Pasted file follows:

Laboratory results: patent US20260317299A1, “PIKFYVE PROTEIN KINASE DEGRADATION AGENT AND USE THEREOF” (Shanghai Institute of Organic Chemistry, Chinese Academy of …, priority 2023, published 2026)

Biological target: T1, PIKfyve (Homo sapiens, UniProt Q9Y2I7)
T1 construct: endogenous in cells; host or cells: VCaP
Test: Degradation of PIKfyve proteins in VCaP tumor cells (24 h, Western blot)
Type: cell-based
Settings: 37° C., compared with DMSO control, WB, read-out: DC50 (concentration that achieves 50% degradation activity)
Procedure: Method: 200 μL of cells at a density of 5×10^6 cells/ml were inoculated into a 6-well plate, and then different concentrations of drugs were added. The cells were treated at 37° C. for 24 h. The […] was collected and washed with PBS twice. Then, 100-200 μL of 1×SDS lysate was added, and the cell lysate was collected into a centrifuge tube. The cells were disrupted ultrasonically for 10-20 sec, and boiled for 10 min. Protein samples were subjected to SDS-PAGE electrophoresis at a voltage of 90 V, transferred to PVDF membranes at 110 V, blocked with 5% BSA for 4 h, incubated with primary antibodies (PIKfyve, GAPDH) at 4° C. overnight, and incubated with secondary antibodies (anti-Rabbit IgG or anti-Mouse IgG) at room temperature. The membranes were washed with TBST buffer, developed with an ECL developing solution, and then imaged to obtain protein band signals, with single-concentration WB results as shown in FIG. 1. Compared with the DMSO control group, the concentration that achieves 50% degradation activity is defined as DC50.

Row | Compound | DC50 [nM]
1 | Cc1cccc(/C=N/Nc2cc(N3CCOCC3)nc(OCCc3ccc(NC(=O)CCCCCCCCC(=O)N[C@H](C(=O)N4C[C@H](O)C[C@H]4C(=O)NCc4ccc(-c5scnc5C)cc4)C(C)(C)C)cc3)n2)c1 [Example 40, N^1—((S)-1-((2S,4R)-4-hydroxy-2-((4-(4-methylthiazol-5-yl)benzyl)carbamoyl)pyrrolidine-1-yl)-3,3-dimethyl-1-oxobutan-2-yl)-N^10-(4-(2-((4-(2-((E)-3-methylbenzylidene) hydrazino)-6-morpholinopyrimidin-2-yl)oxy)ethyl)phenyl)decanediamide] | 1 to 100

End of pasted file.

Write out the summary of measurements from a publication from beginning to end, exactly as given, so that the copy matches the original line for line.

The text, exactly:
Laboratory results: patent US20260317299A1, “PIKFYVE PROTEIN KINASE DEGRADATION AGENT AND USE THEREOF” (Shanghai Institute of Organic Chemistry, Chinese Academy of …, priority 2023, published 2026)

Biological target: T1, PIKfyve (Homo sapiens, UniProt Q9Y2I7)
T1 construct: endogenous in cells; host or cells: VCaP
Test: Degradation of PIKfyve proteins in VCaP tumor cells (24 h, Western blot)
Type: cell-based
Settings: 37° C., compared with DMSO control, WB, read-out: DC50 (concentration that achieves 50% degradation activity)
Procedure: Method: 200 μL of cells at a density of 5×10^6 cells/ml were inoculated into a 6-well plate, and then different concentrations of drugs were added. The cells were treated at 37° C. for 24 h. The […] was collected and washed with PBS twice. Then, 100-200 μL of 1×SDS lysate was added, and the cell lysate was collected into a centrifuge tube. The cells were disrupted ultrasonically for 10-20 sec, and boiled for 10 min. Protein samples were subjected to SDS-PAGE electrophoresis at a voltage of 90 V, transferred to PVDF membranes at 110 V, blocked with 5% BSA for 4 h, incubated with primary antibodies (PIKfyve, GAPDH) at 4° C. overnight, and incubated with secondary antibodies (anti-Rabbit IgG or anti-Mouse IgG) at room temperature. The membranes were washed with TBST buffer, developed with an ECL developing solution, and then imaged to obtain protein band signals, with single-concentration WB results as shown in FIG. 1. Compared with the DMSO control group, the concentration that achieves 50% degradation activity is defined as DC50.

Row | Compound | DC50 [nM]
1 | Cc1cccc(/C=N/Nc2cc(N3CCOCC3)nc(OCCc3ccc(NC(=O)CCCCCCCCC(=O)N[C@H](C(=O)N4C[C@H](O)C[C@H]4C(=O)NCc4ccc(-c5scnc5C)cc4)C(C)(C)C)cc3)n2)c1 [Example 40, N^1—((S)-1-((2S,4R)-4-hydroxy-2-((4-(4-methylthiazol-5-yl)benzyl)carbamoyl)pyrrolidine-1-yl)-3,3-dimethyl-1-oxobutan-2-yl)-N^10-(4-(2-((4-(2-((E)-3-methylbenzylidene) hydrazino)-6-morpholinopyrimidin-2-yl)oxy)ethyl)phenyl)decanediamide] | 1 to 100